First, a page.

November 28, 2023

ENGLEWOOD, Colo. — The cryptocurrency market is in ruins. But Taylor and Cameron Winklevoss were interfering.

The billionaire twins, best known for their supporting roles in the Facebook founding, spun and rocked their new cover bandMars Junction, last week at a concert venue outside Denver, the nearest stop coast to coast tour. They sang hits like “Mr.” by The Killers. Brightside” and Journey’s “Don’t Stop Believin'”. Tickets are $25.

The Winklevosses started working part-time as rockers just after their $7 billion company Gemini, which provides a platform for buying and selling digital currencies, laid off 10 percent of its staff. More than $700 billion has been lost in a devastating cryptocurrency crash since early May, throwing investors into financial distress and forcing companies like Gemini to cut costs.

“Constraint is the mother of innovation, hard times are a forced function of concentration,” says Winklevosses, 40 in the notes This month is about layoffs.

Cryptocurrencies have long been seen as tools for economic empowerment. Enthusiasts promote digital coins — exchanged using a network of computers that verify transactions, rather than through centralized entities like banks — as a means of transforming wealth for people of all backgrounds outside the traditional financial system.

But for all those supposedly egalitarian principles, the collapse of cryptocurrencies has revealed a huge divide: As employees of cryptocurrency companies lose their jobs, ordinary investors suffer huge losses, and executives are relatively unscathed.

No cryptocurrency investor is completely out of an economic downturn. But as prices have soared over the past two years, a small group of industry giants has amassed huge fortunes, providing them with an enviable cushion. Many of them bought bitcoin, ether and other virtual currencies years ago at a fraction of their current value. Some locked in gains early and sold some of their crypto assets. Others run publicly traded cryptocurrency companies and cash out of their stocks or invest in real estate.

By contrast, many amateur traders flocked to the crypto market during the pandemic, when prices had already started to soar. Some have poured out their life savings, leaving them vulnerable to collapse. Thousands are also flocking to work in crypto companies, believing it to be a ticket to new wealth. Many of them have now seen their savings disappear or lose their jobs.

Todd Phillips, director of financial regulation and corporate governance at the libertarian think tank Center for American Progress, said the aftermath of the cryptocurrency crash follows the pattern of other financial recessions.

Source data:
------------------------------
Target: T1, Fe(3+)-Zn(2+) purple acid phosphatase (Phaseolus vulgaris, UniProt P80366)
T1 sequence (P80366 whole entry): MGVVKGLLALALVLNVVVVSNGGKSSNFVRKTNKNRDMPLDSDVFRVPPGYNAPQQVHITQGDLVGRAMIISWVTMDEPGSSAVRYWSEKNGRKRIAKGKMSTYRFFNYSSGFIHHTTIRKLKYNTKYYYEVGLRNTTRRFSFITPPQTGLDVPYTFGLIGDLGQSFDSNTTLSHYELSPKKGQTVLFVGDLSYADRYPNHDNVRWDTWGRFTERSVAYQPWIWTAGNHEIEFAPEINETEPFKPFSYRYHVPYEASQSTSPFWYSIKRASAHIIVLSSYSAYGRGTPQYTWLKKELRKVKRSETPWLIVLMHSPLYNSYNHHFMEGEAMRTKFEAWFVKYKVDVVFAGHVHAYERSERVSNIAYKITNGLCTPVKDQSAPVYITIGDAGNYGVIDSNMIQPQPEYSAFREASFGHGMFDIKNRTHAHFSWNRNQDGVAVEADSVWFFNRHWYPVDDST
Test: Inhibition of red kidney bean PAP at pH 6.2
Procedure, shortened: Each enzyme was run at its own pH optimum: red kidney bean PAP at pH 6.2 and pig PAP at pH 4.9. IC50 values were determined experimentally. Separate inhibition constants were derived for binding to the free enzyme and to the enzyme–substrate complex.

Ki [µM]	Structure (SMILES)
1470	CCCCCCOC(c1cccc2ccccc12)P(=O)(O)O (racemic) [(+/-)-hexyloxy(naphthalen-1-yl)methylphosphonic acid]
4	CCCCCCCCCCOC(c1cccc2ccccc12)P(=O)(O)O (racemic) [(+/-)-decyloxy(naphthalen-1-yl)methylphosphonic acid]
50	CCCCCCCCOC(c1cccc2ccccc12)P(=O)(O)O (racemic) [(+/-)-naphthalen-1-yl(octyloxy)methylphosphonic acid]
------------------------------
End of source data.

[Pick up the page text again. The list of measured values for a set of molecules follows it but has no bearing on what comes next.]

“No matter what, those who have money will get better in the end,” he said.

Forbes March 16 Richest Crypto Billionaires Have Total Wealth of Over $135 Billion estimatedAs of this week, the total amounted to about $76 billion, but most of the losses were borne by a billionaire Changpeng Zhao, the CEO of cryptocurrency exchange Binance, whose $65 billion fortune shrank to $17.4 billion.

Cameron and Tyler Winklevoss, whose fortunes lie in $4 billion Every piece before the crash, every piece is worth it $3.3 billion This week, according to Forbes. They declined to comment.

For retail investors like 33-year-old Ben Thompson, the reality is different. Mr Thompson, who lives in Sydney, Australia, lost about $45,000 – half his savings – in the crash. He has been involved in crypto since 2018 and plans to use the money to open a brewery.

“A lot of people who seem prestigious are confident,” Mr Thompson said. “The smaller ones will be taken advantage of.”

Even within crypto companies, the uneven impact of the crash is evident. Coinbase, the largest U.S. cryptocurrency exchange, went public in April 2021, when interest in digital currencies surged. CEO Brian Armstrong sold nearly $300 million in stock as part of the company’s public offering. In December, he it is said Purchased a $133 million property near Bel Air, Los Angeles.

Six Coinbase executives have collectively sold more than $850 million worth of stock since April 2021, according to Equilar, which tracks executive compensation. Chief Operating Officer Emilie Choi has earned about $235 million, while Chief Product Officer Surojit Chatterjee has sold $110 million in stock. Coinbase stock, which peaked at $357 in November, is now trading at $51.